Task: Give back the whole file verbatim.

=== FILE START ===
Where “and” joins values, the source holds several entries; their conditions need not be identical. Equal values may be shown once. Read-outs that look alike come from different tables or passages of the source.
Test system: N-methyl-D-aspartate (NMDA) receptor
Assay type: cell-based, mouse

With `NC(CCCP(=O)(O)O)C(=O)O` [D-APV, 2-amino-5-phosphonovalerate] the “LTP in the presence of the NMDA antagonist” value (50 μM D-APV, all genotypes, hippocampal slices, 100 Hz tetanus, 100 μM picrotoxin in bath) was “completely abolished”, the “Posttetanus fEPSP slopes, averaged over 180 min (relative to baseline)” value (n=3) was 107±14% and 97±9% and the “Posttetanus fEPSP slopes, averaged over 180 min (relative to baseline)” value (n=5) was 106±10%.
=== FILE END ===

Where “and” joins values, the source holds several entries; their conditions need not be identical. Equal values may be shown once. Read-outs that look alike come from different tables or passages of the source.
Test system: N-methyl-D-aspartate (NMDA) receptor
Assay type: cell-based, mouse

With `NC(CCCP(=O)(O)O)C(=O)O` [D-APV, 2-amino-5-phosphonovalerate] the “LTP in the presence of the NMDA antagonist” value (50 μM D-APV, all genotypes, hippocampal slices, 100 Hz tetanus, 100 μM picrotoxin in bath) was “completely abolished”, the “Posttetanus fEPSP slopes, averaged over 180 min (relative to baseline)” value (n=3) was 107±14% and 97±9% and the “Posttetanus fEPSP slopes, averaged over 180 min (relative to baseline)” value (n=5) was 106±10%.